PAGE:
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The question

Is it better to eat an unhealthy breakfast than no breakfast at all?

The answer

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Great question! And I suppose the answer depends on what you mean by an unhealthy breakfast. What comes to my mind are high fat, sugary pastries, fried eggs and bacon, and greasy, salty breakfast sandwiches that deliver, on average, 500 calories along with plenty of saturated fat and 1000 milligrams of sodium (two-thirds of a day's worth!).



These types of breakfasts provide too much refined sugar, too much cholesterol-raising saturated fat, and a very hefty dose of sodium. I certainly don't recommend you make a habit of eating these foods for breakfast.



It's true that breakfast is the most important meal of the day. Eating breakfast helps to jump start your metabolism, provides your brain a source of glucose after a night of fasting, and can deliver important nutrients that are often missing from other meals. Eating breakfast is also a good strategy to help manage weight. Studies consistently show that adults and kids who eat breakfast tend to have healthier weights and are less likely to become overweight than those who skip the morning meal. People who regularly eat breakfast are more inclined to follow a structured eating plan during the day and less likely to impulsively snack in the morning.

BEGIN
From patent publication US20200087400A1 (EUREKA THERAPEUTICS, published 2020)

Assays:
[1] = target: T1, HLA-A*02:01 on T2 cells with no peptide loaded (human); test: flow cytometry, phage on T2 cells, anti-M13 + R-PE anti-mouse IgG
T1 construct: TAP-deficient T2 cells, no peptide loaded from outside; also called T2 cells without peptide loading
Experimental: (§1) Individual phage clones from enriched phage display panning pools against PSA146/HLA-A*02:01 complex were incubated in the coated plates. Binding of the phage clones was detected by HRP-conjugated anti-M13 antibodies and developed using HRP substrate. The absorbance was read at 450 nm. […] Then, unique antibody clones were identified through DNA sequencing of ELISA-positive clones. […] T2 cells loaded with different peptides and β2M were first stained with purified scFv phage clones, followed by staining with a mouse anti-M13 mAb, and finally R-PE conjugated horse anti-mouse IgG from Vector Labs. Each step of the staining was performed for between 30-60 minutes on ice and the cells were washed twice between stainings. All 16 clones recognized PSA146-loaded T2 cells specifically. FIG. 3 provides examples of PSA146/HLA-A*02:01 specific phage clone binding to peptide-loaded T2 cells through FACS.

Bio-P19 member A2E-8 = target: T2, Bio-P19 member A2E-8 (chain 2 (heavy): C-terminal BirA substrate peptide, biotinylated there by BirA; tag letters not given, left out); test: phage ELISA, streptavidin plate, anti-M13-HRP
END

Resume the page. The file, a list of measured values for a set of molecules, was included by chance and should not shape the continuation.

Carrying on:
If you don't have time to sit down to breakfast in the morning - even to a quick bowl of whole grain cereal - consider bringing healthy breakfast foods with you to work such as fruit, yogurt, whole grain granola bars, breakfast-sized whole grain pitas, a small portion of nuts, even hard-boiled eggs. Having these foods with you will prevent you from buying breakfast at the coffee shop or drive-thru.



Consider spreading your breakfast out over the course of the morning. Eat a snack every two hours to keep your blood sugar level stable and prevent getting overly hungry in the morning.



If you do have to buy your breakfast, there are healthier options available. Tim Horton's has yogurt and berries and many coffee shops now sell oatmeal with your choice of fruit or nuts as a topping. Be mindful of breakfast wraps. Even the healthier sounding ones that don't have bacon or sausage can contain half a day's worth of sodium.



Send dietitian Leslie Beck your questions at dietitian@globeandmail.com. She will answer select questions, which could appear in The Globe and Mail and/or on The Globe and Mail web site. Your name will not be published if your question is chosen.

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The content provided in The Globe and Mail's Ask a Health Expert centre is for information purposes only and is neither intended to be relied upon nor to be a substitute for professional medical advice, diagnosis or treatment.

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